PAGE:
David Czupryn

mellow_pupil, 2015

oil on canvas

165 × 120 cm

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David Czupryn’s paintings portray Surrealist dreamscapes that are uncannily rooted in reality. The stylistic hyperrealism vividly contrasts with the chimerical subject matter: the spectator’s eye hesitates in front of such creations. The fine detail to which they are painted would suggest their existence in actuality. However, even the wooden and marble surfaces, which should look recognisable to most, conserve an eerie feeling. Indeed, while Czupryn is very meticulous in his study of nature and man-made materials, he does not merely depict them as they are. On the contrary, the German painter conflates these two spheres of everyday life – the artificial and the natural – to create hybrid microcosms, inhabited by anthropomorphic characters, performing unknown, and yet familiar gestures.

‘mellow_pupil’, for instance, features a humanoid character, hovering in the centre of a green room. It might seem like it is ironing, an act that would set it within a domestic environment. Or rather, it might be auscultating an invisible patient. Neither interpretation, though, is confirmed: there is no laundry in sight, nor any hospital signifier. The figure’s performance remains suspended in mystery, it is not given to know more for sure, but the viewer retains the sense of witnessing something that is strangely familiar. Indeed, the exploration of the uncanny – described by Sigmund Freud as something “terrifying which leads back to something long known to us” – is central to David Czupryn’s practice.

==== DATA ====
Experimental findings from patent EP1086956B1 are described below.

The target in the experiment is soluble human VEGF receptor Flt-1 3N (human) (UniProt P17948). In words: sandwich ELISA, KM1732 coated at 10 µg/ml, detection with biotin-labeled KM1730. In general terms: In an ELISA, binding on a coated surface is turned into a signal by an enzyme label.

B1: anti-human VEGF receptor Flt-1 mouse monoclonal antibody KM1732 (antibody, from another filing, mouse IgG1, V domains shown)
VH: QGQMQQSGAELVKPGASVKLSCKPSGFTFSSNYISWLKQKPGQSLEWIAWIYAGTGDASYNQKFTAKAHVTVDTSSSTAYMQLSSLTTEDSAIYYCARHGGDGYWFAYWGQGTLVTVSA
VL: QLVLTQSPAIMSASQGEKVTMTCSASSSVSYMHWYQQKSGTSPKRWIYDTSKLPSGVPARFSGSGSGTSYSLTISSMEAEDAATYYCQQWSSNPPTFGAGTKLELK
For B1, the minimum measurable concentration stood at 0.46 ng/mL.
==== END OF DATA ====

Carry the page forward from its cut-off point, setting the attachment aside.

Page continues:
the artist

Born in 1983 in Germany, David Czupryn graduated from the Düsseldorf Kunstakademie in 2015 (2007 – 2015) and has been working closely with ARTUNER since then. In 2016, he was the recipient of the 70th International Bergische Art Prize with a solo show at the Kunstmuseum Solingen in October 2017. In the same year, he was part of two shows featuring new works at the collection Uziyel in London and Palazzo Capris in Turin, both curated by ARTUNER. In 2018 his first major solo institutional show, He She It opened at Kunsthalle Darmstadt. He lives and works in Düsseldorf. In his surrealist paintings David Czupryn creates fantastic worlds, inhabited by humanoid hybrids and built with materials found at the intersection between nature, man-made polymers and imagination. His practice is mostly informed by a research of the uncanny, conducted from a mostly ‘visceral’ perspective. Indeed, although interested in psychoanalytical theories, Czupryn does not explore them in his works. His technique is seamless: the ‘layer method’ employed by Czupryn is very meticulous and the brushstrokes result invisible. Indeed, the surface of the painting is very flat, while also conveying a sense of deepness and richness of the materials depicted. The synthesis of nature and industrially engineered materials is a very important aspect of the artist’s work. David Czupryn started his artistic career as a sculptor, with Prof Georg Herold and later decided to focus solely on painting in the classes of Professors Lucy McKenzie and Tomma Abts: he stopped sculpting altogether and put all his artworks in a storage. For months, all day long, he would practice on painting techniques, trompe l’oeil in particular, as taught by McKenzie. There has been a turning point in his subject matter in 2012, when he saw a late Gothic grisaille painting of a sculpture. Then, he took his earlier sculptures out of storage and started portraying them in painting. Surrealism and Metaphysical art (Salvador Dalì and Giorgio de Chirico in particular) are undoubtedly the first points of reference that come to mind when looking at David Czupryn's paintings. However, the artist’s most important sources of inspiration are the works of the photographer Diane Arbus and American artist Matthew Barney.

In his surrealist paintings David Czupryn creates fantastic worlds, inhabited by humanoid hybrids and built with materials found at the intersection between nature, man-made polymers and imagination.

David Czupryn
on Artuner

Part of the

December 15th, 2015 until
February 16th, 2016
Curated by Eugenio Re Rebaudengo